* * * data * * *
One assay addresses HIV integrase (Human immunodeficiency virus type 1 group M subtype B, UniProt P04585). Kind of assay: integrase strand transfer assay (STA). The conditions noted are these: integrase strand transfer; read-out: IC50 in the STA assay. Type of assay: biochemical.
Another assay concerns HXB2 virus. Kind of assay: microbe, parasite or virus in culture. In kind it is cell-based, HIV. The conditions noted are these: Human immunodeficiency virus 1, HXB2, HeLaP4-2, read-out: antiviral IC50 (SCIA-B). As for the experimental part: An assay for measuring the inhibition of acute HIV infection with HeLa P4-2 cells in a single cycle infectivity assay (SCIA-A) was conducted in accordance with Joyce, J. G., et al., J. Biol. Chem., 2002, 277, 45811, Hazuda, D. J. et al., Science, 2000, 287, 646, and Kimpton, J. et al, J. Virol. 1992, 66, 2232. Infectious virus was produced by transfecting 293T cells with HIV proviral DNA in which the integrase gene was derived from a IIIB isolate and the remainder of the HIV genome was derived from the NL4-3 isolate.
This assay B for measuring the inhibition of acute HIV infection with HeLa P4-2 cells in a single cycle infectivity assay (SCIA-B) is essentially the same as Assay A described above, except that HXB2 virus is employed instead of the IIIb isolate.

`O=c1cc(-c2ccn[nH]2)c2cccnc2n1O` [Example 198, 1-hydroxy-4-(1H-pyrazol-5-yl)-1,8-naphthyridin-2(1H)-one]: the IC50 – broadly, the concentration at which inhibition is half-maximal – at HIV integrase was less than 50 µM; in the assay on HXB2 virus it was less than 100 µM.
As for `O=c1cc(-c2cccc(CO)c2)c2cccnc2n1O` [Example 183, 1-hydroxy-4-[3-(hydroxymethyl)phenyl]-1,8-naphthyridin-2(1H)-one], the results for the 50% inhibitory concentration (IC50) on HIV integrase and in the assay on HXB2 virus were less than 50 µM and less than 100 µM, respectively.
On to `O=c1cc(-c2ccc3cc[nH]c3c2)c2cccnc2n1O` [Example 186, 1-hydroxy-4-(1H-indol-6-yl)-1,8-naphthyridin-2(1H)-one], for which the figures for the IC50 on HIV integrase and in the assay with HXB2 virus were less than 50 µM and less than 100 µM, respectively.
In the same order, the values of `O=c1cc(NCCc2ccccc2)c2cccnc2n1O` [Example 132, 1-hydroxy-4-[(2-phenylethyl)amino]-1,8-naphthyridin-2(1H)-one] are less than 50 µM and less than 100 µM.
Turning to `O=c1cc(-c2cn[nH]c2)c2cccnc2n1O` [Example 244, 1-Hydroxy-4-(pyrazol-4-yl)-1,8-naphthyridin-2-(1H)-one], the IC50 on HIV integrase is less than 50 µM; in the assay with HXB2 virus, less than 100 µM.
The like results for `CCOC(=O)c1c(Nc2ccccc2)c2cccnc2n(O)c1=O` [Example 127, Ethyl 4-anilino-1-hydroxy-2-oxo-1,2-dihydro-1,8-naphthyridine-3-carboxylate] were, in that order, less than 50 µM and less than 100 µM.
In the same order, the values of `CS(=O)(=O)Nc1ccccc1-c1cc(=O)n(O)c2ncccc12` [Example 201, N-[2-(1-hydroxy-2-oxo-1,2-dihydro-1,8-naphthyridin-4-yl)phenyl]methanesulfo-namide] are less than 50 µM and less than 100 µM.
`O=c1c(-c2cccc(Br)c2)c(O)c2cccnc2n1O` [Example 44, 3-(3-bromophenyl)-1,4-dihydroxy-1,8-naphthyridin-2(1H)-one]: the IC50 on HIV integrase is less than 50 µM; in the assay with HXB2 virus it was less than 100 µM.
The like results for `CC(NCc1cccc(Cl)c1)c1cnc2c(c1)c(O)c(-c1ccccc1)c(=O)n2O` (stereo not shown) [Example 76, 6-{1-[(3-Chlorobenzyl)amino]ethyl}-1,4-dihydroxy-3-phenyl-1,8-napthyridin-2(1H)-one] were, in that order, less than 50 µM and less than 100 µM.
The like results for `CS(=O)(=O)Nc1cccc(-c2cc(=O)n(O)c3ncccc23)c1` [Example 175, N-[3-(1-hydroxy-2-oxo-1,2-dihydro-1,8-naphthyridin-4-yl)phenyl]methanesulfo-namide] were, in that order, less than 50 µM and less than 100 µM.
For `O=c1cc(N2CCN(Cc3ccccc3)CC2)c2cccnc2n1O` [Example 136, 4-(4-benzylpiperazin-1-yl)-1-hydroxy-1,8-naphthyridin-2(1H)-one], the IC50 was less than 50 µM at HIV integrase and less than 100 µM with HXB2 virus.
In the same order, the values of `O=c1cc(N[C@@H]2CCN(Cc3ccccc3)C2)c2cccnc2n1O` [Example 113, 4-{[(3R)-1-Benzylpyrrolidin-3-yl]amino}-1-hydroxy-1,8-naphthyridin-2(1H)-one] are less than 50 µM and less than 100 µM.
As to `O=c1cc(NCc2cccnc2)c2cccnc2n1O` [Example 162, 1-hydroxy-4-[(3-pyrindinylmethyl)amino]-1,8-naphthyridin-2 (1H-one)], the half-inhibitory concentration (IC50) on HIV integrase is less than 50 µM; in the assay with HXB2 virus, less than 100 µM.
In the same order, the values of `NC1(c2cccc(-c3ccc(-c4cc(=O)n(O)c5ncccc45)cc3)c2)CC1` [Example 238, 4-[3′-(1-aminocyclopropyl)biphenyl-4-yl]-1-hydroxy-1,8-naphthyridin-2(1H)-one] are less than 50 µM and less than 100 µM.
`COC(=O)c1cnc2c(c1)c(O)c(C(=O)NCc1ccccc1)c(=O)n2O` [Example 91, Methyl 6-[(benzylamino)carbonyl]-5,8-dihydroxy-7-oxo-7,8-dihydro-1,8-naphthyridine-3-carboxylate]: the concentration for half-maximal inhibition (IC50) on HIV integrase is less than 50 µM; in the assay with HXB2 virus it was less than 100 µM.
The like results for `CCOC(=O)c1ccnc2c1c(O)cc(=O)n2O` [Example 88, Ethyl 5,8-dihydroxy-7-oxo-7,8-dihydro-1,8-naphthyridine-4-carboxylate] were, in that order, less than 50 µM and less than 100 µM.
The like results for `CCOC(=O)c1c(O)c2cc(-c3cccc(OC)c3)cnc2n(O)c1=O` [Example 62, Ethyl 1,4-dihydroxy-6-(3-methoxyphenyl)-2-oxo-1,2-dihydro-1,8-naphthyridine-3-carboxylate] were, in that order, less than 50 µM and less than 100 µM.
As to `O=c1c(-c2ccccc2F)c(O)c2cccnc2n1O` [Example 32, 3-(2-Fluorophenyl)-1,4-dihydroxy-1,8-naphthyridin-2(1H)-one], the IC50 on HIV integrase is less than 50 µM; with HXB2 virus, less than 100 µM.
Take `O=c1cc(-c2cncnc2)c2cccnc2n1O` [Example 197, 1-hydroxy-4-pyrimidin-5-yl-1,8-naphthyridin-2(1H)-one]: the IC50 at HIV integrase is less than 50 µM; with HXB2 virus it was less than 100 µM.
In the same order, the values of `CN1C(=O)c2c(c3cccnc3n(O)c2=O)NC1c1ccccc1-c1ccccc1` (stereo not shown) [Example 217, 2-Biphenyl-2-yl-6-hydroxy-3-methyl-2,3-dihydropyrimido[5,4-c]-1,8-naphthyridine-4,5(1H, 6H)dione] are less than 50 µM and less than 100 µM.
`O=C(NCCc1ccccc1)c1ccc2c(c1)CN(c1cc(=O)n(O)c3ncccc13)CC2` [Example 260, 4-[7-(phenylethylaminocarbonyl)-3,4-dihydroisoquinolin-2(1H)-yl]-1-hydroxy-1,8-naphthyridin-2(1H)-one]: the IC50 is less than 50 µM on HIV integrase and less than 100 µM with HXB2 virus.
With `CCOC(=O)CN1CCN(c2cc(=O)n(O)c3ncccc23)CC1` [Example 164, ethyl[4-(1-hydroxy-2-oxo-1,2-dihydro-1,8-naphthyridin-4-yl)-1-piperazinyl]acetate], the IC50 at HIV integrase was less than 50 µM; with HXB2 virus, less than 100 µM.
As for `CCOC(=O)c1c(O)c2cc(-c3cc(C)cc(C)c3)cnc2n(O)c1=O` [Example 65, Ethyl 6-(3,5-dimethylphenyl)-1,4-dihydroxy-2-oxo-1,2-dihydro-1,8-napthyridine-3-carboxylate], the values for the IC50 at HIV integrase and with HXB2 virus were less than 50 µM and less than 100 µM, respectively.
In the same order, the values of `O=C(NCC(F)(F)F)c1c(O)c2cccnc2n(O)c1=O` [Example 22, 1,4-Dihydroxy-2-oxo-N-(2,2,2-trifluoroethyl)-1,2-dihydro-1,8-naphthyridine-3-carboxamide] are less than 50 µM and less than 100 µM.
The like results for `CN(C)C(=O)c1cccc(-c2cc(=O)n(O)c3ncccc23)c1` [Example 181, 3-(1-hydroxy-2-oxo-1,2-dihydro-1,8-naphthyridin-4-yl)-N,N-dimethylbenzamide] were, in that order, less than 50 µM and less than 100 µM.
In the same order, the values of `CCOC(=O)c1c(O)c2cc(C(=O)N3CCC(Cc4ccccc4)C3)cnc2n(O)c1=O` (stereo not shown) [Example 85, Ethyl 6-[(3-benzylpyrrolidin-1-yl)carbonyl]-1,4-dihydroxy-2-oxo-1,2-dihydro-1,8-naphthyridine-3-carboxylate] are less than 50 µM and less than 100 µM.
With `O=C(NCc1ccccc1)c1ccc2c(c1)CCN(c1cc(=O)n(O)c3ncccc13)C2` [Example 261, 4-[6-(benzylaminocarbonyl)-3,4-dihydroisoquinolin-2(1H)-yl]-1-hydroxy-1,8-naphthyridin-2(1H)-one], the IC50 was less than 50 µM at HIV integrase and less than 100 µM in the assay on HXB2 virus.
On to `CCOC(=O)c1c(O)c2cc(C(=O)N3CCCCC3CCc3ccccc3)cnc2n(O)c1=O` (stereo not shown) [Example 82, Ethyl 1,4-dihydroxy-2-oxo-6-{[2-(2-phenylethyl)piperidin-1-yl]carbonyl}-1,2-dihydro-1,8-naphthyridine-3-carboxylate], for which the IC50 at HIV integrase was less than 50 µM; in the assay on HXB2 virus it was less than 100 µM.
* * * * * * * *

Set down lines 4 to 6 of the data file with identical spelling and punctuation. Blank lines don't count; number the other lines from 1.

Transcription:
`O=c1cc(-c2ccn[nH]2)c2cccnc2n1O` [Example 198, 1-hydroxy-4-(1H-pyrazol-5-yl)-1,8-naphthyridin-2(1H)-one]: the IC50 – broadly, the concentration at which inhibition is half-maximal – at HIV integrase was less than 50 µM; in the assay on HXB2 virus it was less than 100 µM.
As for `O=c1cc(-c2cccc(CO)c2)c2cccnc2n1O` [Example 183, 1-hydroxy-4-[3-(hydroxymethyl)phenyl]-1,8-naphthyridin-2(1H)-one], the results for the 50% inhibitory concentration (IC50) on HIV integrase and in the assay on HXB2 virus were less than 50 µM and less than 100 µM, respectively.
On to `O=c1cc(-c2ccc3cc[nH]c3c2)c2cccnc2n1O` [Example 186, 1-hydroxy-4-(1H-indol-6-yl)-1,8-naphthyridin-2(1H)-one], for which the figures for the IC50 on HIV integrase and in the assay with HXB2 virus were less than 50 µM and less than 100 µM, respectively.